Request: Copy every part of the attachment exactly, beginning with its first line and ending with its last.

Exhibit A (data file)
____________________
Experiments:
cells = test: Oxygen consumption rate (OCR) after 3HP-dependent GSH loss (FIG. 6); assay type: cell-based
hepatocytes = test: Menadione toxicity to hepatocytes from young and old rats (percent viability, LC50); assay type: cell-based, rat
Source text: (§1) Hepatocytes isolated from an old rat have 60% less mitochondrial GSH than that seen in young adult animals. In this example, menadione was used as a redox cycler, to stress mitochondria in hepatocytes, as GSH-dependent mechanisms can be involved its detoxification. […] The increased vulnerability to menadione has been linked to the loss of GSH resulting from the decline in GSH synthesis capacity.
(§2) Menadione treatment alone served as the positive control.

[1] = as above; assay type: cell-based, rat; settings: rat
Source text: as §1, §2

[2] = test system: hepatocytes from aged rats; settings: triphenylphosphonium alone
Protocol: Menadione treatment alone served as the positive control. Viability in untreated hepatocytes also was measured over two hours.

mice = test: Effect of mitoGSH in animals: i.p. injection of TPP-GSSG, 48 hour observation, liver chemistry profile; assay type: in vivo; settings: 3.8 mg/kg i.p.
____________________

Experiments:
cells = test: Oxygen consumption rate (OCR) after 3HP-dependent GSH loss (FIG. 6); assay type: cell-based
hepatocytes = test: Menadione toxicity to hepatocytes from young and old rats (percent viability, LC50); assay type: cell-based, rat
Source text: (§1) Hepatocytes isolated from an old rat have 60% less mitochondrial GSH than that seen in young adult animals. In this example, menadione was used as a redox cycler, to stress mitochondria in hepatocytes, as GSH-dependent mechanisms can be involved its detoxification. […] The increased vulnerability to menadione has been linked to the loss of GSH resulting from the decline in GSH synthesis capacity.
(§2) Menadione treatment alone served as the positive control.

[1] = as above; assay type: cell-based, rat; settings: rat
Source text: as §1, §2

[2] = test system: hepatocytes from aged rats; settings: triphenylphosphonium alone
Protocol: Menadione treatment alone served as the positive control. Viability in untreated hepatocytes also was measured over two hours.

mice = test: Effect of mitoGSH in animals: i.p. injection of TPP-GSSG, 48 hour observation, liver chemistry profile; assay type: in vivo; settings: 3.8 mg/kg i.p.